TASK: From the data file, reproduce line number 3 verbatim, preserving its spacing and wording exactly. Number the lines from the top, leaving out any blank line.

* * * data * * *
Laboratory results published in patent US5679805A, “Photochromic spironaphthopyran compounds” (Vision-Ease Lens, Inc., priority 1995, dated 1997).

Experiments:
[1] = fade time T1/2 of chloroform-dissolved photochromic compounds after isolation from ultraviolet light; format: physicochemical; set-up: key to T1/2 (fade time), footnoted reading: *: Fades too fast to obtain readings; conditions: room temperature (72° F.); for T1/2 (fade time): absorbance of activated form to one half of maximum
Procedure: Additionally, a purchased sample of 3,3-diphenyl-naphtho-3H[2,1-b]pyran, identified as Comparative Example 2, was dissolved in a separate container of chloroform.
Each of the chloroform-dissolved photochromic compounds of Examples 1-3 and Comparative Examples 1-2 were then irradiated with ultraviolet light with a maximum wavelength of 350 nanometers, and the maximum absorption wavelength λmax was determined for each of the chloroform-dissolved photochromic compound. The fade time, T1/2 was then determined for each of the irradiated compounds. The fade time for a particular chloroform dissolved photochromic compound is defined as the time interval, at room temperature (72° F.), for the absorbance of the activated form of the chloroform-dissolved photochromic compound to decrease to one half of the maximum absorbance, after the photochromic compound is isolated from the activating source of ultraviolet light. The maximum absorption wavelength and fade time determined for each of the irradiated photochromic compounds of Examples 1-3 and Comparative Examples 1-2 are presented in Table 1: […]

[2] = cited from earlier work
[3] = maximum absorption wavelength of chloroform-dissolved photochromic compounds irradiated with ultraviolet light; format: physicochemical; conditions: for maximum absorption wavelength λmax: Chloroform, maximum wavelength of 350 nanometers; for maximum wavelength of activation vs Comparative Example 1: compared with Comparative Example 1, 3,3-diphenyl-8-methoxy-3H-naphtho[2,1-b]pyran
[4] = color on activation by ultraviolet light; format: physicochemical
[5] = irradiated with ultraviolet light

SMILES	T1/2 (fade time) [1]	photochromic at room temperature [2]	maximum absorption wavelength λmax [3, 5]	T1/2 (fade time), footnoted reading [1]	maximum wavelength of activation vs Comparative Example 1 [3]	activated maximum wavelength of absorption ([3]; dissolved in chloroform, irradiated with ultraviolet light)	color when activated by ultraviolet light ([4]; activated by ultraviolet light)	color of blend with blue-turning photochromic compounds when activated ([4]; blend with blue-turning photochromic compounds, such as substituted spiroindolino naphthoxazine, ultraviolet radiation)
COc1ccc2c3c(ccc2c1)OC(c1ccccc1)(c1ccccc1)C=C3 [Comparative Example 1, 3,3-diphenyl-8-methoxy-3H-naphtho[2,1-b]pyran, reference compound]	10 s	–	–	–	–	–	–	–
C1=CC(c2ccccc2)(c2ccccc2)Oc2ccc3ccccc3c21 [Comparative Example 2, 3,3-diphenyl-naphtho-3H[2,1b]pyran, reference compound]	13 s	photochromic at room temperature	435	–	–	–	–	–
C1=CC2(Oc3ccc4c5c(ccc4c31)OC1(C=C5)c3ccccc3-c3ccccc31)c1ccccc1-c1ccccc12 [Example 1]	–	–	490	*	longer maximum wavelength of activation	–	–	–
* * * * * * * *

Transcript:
[1] = fade time T1/2 of chloroform-dissolved photochromic compounds after isolation from ultraviolet light; format: physicochemical; set-up: key to T1/2 (fade time), footnoted reading: *: Fades too fast to obtain readings; conditions: room temperature (72° F.); for T1/2 (fade time): absorbance of activated form to one half of maximum